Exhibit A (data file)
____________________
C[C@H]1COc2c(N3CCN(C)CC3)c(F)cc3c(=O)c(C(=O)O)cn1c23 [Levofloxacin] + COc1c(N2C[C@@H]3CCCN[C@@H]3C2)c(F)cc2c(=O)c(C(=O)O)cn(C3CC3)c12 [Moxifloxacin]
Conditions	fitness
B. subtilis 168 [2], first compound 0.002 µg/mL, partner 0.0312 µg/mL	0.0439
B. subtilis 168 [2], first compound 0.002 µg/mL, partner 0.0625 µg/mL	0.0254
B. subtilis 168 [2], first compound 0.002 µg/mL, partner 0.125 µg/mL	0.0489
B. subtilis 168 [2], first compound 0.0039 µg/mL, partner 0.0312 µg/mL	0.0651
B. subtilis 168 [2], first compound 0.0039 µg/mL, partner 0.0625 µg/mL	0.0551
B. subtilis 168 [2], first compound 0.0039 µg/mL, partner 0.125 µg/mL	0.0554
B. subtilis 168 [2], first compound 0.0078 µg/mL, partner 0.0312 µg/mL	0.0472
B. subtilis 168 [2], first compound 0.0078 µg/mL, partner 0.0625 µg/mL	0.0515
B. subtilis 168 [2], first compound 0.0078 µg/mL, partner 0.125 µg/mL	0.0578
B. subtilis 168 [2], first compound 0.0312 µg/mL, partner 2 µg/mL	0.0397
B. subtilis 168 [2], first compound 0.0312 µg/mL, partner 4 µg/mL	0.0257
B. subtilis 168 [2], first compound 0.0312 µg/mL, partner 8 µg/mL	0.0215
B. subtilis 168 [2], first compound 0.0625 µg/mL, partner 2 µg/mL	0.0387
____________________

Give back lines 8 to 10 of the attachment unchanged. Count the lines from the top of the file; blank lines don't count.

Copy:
B. subtilis 168 [2], first compound 0.0039 µg/mL, partner 0.125 µg/mL	0.0554
B. subtilis 168 [2], first compound 0.0078 µg/mL, partner 0.0312 µg/mL	0.0472
B. subtilis 168 [2], first compound 0.0078 µg/mL, partner 0.0625 µg/mL	0.0515